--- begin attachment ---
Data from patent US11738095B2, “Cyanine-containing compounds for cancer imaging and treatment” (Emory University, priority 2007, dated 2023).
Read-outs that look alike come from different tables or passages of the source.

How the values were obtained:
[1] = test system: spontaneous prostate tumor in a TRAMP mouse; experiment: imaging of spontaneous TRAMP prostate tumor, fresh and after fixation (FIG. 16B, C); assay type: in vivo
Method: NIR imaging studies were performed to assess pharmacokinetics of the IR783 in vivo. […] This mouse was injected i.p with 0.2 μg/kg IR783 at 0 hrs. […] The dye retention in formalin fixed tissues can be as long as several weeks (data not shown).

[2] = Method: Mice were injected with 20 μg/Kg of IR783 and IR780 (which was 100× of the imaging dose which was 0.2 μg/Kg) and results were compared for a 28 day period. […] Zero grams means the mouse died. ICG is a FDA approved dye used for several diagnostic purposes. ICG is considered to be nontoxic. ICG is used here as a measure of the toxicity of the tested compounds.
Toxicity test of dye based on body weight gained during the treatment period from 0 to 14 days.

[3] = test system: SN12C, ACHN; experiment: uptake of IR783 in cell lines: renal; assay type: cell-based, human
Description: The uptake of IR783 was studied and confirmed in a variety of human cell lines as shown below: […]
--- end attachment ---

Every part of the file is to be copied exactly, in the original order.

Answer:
Data from patent US11738095B2, “Cyanine-containing compounds for cancer imaging and treatment” (Emory University, priority 2007, dated 2023).
Read-outs that look alike come from different tables or passages of the source.

How the values were obtained:
[1] = test system: spontaneous prostate tumor in a TRAMP mouse; experiment: imaging of spontaneous TRAMP prostate tumor, fresh and after fixation (FIG. 16B, C); assay type: in vivo
Method: NIR imaging studies were performed to assess pharmacokinetics of the IR783 in vivo. […] This mouse was injected i.p with 0.2 μg/kg IR783 at 0 hrs. […] The dye retention in formalin fixed tissues can be as long as several weeks (data not shown).

[2] = Method: Mice were injected with 20 μg/Kg of IR783 and IR780 (which was 100× of the imaging dose which was 0.2 μg/Kg) and results were compared for a 28 day period. […] Zero grams means the mouse died. ICG is a FDA approved dye used for several diagnostic purposes. ICG is considered to be nontoxic. ICG is used here as a measure of the toxicity of the tested compounds.
Toxicity test of dye based on body weight gained during the treatment period from 0 to 14 days.

[3] = test system: SN12C, ACHN; experiment: uptake of IR783 in cell lines: renal; assay type: cell-based, human
Description: The uptake of IR783 was studied and confirmed in a variety of human cell lines as shown below: […]